The Miss Jobless Chronicles is written by Caitlin O’Toole.

A wise man once said, "Under-employment is rough — especially when it's 100 degrees out and it's the first of the month." Okay, a wise man didn't really say that — but someone should have.

The air is thick like soup, and my shifts at ‘Snapshot’ magazine are sporadic. I'm getting some other nibbles, but companies are taking total advantage of the shitty economy and hiring people for like pennies an hour. Desperate fools like me apply, then do the work while quietly resenting it.

The perk of hanging around — however involuntarily — is that you get to know your neighbors. I've told you about June, my friend down the hall. Who's kind of like the hip Betty White of the building and has achieved a weird kind of Chelsea cult status. Now I have new friends — Liam, an older gay guy with a Houdini mustache who told me the other day that he had a dream about me. Creepy. Then there's Billy G., a sort of has-been actor who never really was. He has two dachshunds that drool and lick my feet in the elevator. The other day, he invited me up to his apartment to see his renovation which I was a little freaked out by — not that I was nervous about being alone with him — he seems harmless — but New Yorkers don't like to get close to anyone or make new friends. Sort of kidding, but I think I actually fall into that category.

Then there’s the woman in the apartment below me, who I simply call bitch face, who complains that my music is too “bassy.” I swear she came up one night when I was playing Billie Holiday and complained about the bass level.

Then there's Eleanor, who I call The Troll, because she's short and has insanely matted salt and pepper hair. As if someone took her in their hands and shook her like she was a toy perched on top of a pencil. She has a slightly pock-marked complexion, like she had a shitty acne problem in high school and can't get rid of the faint craters. Her skin always looks kind of moist and she has beady troll-like eyes. She also smells like patchouli, and few people can get away with that. She's always petitioning for some cause. Like, yesterday she had me sign a list to try and get the mail person to deliver the mail earlier. Okay…. I love getting mail as much as the next person. But really, honestly, it doesn't matter when it comes unless I'm expecting a check — then if it doesn't come by 6pm it sucks because I can't cash it til the next day. (Which, on most days, matters.)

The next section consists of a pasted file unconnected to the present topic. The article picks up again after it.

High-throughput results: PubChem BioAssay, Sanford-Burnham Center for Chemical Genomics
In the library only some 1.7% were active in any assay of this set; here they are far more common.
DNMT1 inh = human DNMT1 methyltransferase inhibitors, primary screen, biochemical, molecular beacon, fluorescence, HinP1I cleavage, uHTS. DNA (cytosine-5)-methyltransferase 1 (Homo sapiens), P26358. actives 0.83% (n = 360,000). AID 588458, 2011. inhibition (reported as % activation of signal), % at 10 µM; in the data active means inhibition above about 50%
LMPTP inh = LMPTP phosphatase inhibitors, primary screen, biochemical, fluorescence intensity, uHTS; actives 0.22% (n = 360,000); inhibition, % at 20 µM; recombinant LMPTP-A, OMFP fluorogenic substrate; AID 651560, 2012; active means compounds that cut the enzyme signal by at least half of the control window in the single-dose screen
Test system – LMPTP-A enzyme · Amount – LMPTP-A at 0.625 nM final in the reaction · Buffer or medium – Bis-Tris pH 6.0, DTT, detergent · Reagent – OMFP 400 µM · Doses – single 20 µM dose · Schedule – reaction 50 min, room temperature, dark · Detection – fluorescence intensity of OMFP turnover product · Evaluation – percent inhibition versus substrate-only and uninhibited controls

The troll is tres annoying, if you haven’t already gathered. Like, she corners you with her clipboard at the door when you’re just coming home.

“Will you sign my petition?” she’ll say in her nasaly voice.

“Well, it depends on what your petition is.”

“We’re trying to get the post office to offer a more gender-neutral selection of stamps.”

Gender neutral stamps? Who does she think she is, the Betty Friedan of the building? Who the hell does she want on the stamps — Chaz Bono?

Like, right now I have Liberty Bell stamps. Are those male or female? I mean, it could be said that the bell part is kind of vaginal, but there is a long thingy sticking out of it, my friend lulu pointed out, that could be perceived as phallic.

In other news, I've been getting the New York Times for free because I'm up and out early in the morning and the paper delivery woman developed an insane crush on me. So she started giving me the paper every day. Right at my doorstep. Then something happened and she disappeared and some surly dude took over. And my subscription stopped. Would it be out of line if I called The Times and complained?